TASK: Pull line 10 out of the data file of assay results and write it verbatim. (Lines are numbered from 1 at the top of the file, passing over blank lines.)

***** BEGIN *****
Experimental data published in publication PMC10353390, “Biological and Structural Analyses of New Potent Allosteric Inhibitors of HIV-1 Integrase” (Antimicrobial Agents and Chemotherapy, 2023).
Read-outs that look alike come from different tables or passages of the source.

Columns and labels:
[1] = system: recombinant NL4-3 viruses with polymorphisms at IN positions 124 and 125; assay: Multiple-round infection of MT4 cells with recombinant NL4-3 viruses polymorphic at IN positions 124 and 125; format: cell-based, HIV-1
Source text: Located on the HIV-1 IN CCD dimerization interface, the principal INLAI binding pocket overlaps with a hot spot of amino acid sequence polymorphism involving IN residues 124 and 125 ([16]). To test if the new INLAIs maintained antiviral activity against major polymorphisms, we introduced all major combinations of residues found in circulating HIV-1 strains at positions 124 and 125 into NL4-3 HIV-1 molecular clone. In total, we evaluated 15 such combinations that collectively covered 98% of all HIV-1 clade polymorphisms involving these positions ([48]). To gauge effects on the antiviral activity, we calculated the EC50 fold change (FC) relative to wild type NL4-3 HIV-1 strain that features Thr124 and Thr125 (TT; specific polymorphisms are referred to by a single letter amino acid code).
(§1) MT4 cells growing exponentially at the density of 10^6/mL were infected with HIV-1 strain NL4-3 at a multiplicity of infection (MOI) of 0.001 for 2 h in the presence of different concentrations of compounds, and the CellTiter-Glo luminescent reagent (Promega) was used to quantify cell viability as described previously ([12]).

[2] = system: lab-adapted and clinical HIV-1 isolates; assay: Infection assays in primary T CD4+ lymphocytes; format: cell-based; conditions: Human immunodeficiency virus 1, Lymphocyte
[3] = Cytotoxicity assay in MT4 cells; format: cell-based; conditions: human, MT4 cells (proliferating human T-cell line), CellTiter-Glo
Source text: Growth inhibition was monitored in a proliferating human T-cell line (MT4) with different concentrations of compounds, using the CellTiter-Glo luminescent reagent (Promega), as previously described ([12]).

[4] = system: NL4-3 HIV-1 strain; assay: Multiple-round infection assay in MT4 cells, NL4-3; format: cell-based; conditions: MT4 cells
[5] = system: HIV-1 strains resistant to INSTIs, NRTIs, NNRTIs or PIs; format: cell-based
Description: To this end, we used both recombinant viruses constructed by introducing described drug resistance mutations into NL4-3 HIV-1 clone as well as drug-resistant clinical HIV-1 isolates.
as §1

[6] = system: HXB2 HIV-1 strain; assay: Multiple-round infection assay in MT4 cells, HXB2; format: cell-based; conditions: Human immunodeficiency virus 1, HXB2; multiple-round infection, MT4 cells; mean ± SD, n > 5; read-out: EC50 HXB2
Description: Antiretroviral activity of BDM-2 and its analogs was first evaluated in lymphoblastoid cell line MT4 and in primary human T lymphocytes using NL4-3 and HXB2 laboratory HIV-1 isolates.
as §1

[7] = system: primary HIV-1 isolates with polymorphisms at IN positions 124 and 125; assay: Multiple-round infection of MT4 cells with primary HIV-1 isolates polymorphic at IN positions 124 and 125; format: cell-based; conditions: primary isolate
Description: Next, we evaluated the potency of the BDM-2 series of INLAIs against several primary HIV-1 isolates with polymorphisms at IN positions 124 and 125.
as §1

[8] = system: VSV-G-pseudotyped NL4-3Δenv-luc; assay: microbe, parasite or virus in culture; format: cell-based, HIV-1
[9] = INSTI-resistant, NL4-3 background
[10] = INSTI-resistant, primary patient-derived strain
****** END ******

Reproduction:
[4] = system: NL4-3 HIV-1 strain; assay: Multiple-round infection assay in MT4 cells, NL4-3; format: cell-based; conditions: MT4 cells